The Coalition of Northern Youth Groups has suspended its intended demonstration in the Bolgatanga Municipality against government’s unwillingness to launch investigation into allegations levelled against Savannah Accelerated Development Authority (SADA) boss and the Board.
The Coalition announced plans to hold the demonstration on Thursday, August 15.
The suspension of the demonstration follows a court injunction secured by the Upper East Regional Police Command.
The Upper East Regional Police Command earlier advised the leadership of the Coalition to hold the demonstration after the Supreme Court ruling on the presidential election petition.
It stressed that the police would not be able to protect the demonstrators.
The leadership of the Coalition ignored the advice and threatened to go ahead with the demonstration.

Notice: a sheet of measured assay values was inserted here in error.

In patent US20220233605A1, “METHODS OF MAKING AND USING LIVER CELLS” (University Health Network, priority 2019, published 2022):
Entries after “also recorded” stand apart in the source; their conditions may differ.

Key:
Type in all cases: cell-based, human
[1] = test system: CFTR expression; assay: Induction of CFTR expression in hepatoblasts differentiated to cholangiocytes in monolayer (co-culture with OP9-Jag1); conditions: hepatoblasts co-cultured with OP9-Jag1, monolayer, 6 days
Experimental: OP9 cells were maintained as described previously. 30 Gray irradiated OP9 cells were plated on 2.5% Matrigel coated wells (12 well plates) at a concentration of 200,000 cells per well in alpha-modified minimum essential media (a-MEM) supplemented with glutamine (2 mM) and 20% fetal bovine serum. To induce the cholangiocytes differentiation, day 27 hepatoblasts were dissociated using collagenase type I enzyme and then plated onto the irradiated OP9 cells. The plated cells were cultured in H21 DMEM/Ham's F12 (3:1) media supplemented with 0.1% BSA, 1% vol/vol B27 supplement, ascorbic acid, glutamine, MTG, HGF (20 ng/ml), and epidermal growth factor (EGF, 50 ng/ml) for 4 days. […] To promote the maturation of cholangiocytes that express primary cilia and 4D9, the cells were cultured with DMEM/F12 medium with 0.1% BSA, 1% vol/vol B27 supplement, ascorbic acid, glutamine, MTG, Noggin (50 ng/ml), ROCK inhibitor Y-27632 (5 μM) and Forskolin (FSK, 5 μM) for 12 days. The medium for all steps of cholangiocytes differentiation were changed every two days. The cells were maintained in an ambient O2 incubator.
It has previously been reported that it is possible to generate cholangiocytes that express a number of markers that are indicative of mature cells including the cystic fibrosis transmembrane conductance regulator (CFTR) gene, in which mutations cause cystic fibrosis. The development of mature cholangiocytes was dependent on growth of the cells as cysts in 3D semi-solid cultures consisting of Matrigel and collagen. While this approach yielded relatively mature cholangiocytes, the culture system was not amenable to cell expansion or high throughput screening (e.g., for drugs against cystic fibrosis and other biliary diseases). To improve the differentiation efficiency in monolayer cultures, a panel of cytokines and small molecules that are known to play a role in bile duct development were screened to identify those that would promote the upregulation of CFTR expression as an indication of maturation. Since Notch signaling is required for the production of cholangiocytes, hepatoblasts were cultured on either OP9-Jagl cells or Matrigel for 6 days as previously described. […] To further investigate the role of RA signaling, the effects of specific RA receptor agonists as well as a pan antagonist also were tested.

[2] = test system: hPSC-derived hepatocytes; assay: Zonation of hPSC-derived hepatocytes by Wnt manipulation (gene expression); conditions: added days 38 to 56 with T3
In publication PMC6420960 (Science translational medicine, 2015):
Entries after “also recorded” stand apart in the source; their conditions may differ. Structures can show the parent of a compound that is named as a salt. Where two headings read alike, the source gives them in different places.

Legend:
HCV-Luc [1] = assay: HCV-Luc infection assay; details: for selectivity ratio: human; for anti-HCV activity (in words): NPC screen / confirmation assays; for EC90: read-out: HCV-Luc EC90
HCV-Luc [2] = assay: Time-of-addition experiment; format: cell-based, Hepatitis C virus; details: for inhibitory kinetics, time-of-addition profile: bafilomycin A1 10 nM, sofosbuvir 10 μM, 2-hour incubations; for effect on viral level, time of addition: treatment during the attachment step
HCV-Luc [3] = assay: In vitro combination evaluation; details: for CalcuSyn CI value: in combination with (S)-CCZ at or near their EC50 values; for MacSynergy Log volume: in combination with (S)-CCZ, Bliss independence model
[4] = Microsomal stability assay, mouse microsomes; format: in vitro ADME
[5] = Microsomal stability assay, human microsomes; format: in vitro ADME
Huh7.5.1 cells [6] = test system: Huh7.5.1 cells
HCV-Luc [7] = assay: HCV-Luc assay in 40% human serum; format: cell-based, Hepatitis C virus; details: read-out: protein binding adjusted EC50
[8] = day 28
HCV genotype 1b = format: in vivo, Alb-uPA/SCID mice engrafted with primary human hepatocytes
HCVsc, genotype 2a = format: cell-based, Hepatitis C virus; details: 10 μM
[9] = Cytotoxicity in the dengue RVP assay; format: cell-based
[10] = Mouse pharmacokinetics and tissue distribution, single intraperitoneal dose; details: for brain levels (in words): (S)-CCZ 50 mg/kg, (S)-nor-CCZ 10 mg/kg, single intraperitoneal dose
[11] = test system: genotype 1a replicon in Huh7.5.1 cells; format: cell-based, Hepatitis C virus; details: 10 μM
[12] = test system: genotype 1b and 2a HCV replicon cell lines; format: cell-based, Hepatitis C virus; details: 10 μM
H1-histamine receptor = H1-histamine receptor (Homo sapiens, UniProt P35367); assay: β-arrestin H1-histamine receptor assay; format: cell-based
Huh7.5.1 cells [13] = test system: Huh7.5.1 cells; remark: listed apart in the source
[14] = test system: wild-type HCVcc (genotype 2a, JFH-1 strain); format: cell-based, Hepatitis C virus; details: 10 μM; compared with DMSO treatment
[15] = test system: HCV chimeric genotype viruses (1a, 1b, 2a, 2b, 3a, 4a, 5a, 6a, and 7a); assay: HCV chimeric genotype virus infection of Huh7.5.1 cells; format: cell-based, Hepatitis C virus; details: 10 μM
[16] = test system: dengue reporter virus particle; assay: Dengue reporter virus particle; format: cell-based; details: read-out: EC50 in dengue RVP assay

Members of the group stressed on various radio stations that nothing would stop the demonstration.
In its quest to stop the demonstration, the Upper East Police Command secured a court injunction against the demonstration compelling the coalition to cancel the demonstration.
The coalition, in a statement signed by the President of NORPRA, Bismarck Adongo, and issued to DAILY GUIDE on Thursday, August 15, 2013, said the coalition decided to suspend the demonstration to promote peace in the municipality.
The coalition, however, commended members and others who expressed interest in taking part in the demonstration.
It expressed optimism that members of the group and the general public would take part in the demonstration after the Supreme Court’s ruling.
Earlier, the leadership of the Coalition of Northern Youth Groups, at a press conference and some radio interviews, accused management of SADA of contracting an Engineering company to drill 100 boreholes in the SADA zone at a cost of GHc3,000,000, with each borehole costing GHc30,000 at a time when a mechanized borehole cost a maximum of GHc15,000 on the open market.
The Coalition wondered why SADA spent an amount of GHc170,000 on internet connectivity from January 2013 to March 2013 at a time when staff of SADA did not have computers to operate effectively.